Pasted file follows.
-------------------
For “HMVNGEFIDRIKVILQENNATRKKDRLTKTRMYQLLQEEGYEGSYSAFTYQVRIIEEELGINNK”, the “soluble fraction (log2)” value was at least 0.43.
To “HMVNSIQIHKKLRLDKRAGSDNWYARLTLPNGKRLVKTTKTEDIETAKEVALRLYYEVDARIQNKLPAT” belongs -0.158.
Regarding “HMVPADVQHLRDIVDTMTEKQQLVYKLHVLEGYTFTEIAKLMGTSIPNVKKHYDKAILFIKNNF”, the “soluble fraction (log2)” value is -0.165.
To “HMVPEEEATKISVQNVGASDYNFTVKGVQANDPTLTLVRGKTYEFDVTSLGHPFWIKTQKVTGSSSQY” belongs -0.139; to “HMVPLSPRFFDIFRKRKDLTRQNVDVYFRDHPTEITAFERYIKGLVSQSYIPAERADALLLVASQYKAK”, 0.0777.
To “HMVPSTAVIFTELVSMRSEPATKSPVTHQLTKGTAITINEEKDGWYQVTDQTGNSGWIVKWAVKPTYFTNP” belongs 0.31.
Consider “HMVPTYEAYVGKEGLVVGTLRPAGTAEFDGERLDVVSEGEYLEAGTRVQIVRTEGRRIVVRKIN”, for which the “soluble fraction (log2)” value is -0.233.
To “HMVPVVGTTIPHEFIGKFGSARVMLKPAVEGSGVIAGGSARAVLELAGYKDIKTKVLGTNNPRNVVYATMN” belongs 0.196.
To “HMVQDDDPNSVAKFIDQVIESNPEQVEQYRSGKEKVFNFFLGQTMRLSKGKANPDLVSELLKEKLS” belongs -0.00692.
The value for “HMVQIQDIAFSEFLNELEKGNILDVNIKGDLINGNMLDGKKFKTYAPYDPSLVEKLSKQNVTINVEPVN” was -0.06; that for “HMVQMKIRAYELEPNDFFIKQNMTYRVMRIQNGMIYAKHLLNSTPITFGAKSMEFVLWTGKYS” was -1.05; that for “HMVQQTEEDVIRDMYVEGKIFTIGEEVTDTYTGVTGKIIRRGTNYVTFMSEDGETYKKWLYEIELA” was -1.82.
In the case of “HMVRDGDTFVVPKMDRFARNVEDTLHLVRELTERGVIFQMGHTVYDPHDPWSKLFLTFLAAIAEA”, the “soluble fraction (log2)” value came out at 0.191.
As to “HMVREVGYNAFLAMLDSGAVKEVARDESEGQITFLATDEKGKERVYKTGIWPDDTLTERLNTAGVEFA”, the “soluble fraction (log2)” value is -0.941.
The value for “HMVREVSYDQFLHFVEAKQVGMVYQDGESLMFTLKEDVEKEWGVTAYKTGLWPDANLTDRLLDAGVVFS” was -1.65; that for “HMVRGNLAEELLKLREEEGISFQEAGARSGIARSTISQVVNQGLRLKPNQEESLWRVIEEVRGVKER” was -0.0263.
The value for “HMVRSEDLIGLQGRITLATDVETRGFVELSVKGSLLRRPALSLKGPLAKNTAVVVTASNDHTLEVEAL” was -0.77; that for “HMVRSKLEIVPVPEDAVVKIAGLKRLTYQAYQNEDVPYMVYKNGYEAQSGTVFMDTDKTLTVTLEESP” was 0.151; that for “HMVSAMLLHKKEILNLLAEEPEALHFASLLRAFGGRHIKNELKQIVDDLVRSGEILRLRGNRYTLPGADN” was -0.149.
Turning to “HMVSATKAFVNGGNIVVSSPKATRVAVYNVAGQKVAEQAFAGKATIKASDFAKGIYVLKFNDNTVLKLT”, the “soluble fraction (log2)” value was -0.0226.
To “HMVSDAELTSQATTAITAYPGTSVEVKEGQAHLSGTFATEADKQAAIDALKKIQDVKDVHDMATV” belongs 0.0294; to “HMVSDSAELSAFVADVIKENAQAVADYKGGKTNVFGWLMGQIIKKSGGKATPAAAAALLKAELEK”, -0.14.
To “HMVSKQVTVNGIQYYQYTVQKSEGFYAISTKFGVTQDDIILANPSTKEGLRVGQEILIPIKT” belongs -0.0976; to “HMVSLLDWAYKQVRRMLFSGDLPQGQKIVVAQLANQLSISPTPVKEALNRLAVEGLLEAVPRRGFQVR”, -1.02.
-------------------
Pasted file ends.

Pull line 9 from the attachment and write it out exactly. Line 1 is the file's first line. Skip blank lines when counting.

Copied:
The value for “HMVQIQDIAFSEFLNELEKGNILDVNIKGDLINGNMLDGKKFKTYAPYDPSLVEKLSKQNVTINVEPVN” was -0.06; that for “HMVQMKIRAYELEPNDFFIKQNMTYRVMRIQNGMIYAKHLLNSTPITFGAKSMEFVLWTGKYS” was -1.05; that for “HMVQQTEEDVIRDMYVEGKIFTIGEEVTDTYTGVTGKIIRRGTNYVTFMSEDGETYKKWLYEIELA” was -1.82.